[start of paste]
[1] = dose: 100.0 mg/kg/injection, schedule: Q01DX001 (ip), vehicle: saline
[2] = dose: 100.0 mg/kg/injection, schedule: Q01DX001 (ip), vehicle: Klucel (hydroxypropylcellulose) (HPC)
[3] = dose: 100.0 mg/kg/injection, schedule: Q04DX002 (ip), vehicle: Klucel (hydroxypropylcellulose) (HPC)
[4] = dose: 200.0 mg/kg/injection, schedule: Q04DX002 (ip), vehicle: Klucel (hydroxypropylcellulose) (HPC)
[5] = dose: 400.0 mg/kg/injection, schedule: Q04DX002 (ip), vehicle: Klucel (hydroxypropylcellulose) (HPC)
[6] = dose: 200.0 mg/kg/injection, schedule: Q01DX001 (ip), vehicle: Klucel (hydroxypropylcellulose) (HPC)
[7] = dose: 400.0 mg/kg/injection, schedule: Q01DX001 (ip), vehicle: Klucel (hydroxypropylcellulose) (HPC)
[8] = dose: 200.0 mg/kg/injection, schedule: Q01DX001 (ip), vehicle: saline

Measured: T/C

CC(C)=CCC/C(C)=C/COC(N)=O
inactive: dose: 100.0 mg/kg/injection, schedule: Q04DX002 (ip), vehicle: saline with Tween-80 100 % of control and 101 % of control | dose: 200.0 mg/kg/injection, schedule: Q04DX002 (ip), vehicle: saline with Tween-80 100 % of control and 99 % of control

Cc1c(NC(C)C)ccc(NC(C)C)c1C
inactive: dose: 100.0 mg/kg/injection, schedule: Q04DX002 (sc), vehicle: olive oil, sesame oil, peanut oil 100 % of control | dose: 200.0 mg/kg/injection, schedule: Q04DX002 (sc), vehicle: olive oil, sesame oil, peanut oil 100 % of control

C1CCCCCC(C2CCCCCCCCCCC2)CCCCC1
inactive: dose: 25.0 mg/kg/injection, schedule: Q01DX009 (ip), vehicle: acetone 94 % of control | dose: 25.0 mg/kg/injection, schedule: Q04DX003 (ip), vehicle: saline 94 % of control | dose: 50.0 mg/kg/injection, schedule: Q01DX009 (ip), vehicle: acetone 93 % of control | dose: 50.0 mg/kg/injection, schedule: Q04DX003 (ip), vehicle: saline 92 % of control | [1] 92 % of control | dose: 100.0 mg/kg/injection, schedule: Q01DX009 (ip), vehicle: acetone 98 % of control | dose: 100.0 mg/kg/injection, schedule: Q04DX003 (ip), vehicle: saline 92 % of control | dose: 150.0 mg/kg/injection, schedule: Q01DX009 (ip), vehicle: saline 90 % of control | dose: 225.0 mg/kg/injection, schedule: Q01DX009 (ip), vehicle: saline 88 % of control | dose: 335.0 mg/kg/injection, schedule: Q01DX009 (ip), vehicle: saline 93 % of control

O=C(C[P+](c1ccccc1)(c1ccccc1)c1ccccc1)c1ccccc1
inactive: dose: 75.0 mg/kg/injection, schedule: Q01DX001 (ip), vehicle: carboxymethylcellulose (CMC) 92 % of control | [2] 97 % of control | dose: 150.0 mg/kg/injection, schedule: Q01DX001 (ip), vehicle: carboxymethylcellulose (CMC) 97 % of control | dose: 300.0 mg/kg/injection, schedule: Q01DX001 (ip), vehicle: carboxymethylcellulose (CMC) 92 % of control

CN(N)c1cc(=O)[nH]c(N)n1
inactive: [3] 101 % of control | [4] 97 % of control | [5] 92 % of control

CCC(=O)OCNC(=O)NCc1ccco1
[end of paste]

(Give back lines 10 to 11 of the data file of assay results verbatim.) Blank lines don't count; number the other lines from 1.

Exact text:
CC(C)=CCC/C(C)=C/COC(N)=O
inactive: dose: 100.0 mg/kg/injection, schedule: Q04DX002 (ip), vehicle: saline with Tween-80 100 % of control and 101 % of control | dose: 200.0 mg/kg/injection, schedule: Q04DX002 (ip), vehicle: saline with Tween-80 100 % of control and 99 % of control